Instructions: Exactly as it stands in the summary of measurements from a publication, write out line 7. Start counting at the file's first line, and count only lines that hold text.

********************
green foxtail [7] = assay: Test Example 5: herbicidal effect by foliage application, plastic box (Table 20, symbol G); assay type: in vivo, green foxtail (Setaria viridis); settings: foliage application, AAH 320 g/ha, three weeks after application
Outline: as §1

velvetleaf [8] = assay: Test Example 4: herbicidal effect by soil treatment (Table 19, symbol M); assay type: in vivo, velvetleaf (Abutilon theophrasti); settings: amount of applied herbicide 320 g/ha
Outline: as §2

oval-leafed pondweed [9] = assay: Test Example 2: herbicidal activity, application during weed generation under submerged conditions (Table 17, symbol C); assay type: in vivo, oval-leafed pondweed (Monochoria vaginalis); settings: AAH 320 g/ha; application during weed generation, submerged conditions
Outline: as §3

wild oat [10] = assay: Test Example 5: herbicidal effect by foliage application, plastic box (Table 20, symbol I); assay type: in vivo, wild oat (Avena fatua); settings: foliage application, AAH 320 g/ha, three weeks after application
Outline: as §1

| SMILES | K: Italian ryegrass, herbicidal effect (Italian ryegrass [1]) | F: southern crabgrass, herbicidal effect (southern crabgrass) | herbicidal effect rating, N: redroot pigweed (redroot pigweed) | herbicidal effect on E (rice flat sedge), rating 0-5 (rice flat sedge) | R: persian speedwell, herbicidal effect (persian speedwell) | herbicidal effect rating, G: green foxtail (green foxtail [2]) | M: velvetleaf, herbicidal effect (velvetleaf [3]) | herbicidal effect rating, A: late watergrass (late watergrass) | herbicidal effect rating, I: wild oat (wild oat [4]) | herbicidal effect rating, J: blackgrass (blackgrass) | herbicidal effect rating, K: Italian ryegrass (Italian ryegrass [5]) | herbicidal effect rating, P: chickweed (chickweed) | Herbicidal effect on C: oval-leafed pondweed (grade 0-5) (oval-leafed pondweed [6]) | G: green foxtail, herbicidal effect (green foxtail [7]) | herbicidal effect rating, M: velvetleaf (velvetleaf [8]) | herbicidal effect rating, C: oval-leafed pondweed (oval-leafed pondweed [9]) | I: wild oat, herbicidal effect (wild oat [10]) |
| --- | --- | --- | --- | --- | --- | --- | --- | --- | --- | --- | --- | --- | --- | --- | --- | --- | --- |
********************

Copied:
wild oat [10] = assay: Test Example 5: herbicidal effect by foliage application, plastic box (Table 20, symbol I); assay type: in vivo, wild oat (Avena fatua); settings: foliage application, AAH 320 g/ha, three weeks after application